The labor fight is the latest sign that Amazon’s employees are not cowed by the company’s union busting tactics.

by Griffin Ritze, Labor Notes

I work as a tug driver at Amazon’s global air hub in Northern Kentucky (KCVG). My co-workers and I are taking on one of the largest corporations in the world to get what we deserve.

Our main demands are for a $30-an-hour starting wage, 180 hours a year of paid time off, and union representation at disciplinary meetings to end favoritism and retaliation.

This $1.5 billion facility is a flagship for Amazon—it’s the company’s biggest air hub. Jeff Bezos personally broke ground on it in 2019.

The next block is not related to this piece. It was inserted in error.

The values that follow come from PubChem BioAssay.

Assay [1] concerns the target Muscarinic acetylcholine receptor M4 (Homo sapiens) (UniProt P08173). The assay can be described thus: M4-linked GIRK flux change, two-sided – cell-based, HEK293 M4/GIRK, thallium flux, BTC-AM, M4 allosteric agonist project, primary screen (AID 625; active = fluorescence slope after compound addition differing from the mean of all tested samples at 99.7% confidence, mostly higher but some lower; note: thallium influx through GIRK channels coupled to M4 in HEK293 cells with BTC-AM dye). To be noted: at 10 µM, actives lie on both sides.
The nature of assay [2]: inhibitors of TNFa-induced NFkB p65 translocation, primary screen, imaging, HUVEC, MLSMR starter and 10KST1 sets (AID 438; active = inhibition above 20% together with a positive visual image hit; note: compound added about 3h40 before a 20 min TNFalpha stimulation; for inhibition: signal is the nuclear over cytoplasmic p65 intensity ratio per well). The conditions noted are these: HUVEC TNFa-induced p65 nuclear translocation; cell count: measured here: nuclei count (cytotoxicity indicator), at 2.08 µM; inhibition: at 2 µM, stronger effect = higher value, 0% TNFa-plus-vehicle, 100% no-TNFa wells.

Protestors hold signs and march on a picket line across from Amazon's Whole Foods Market in solidarity with the unionizing Amazon workers in Bessemer, Alabama.

Earlier this month, night shift workers faced a double crisis when a transformer exploded in the middle of a tornado warning with wind speeds above 45 miles per hour. Amazon was forcing them to work through high wind speeds, with management periodically calling ground stops throughout the shift.

Then, after the fire alarm went off, hundreds of workers had to evacuate the building despite the tornado warning. Workers were screaming and crying, thinking they were either going to die in a fire or potentially face a tornado outside.

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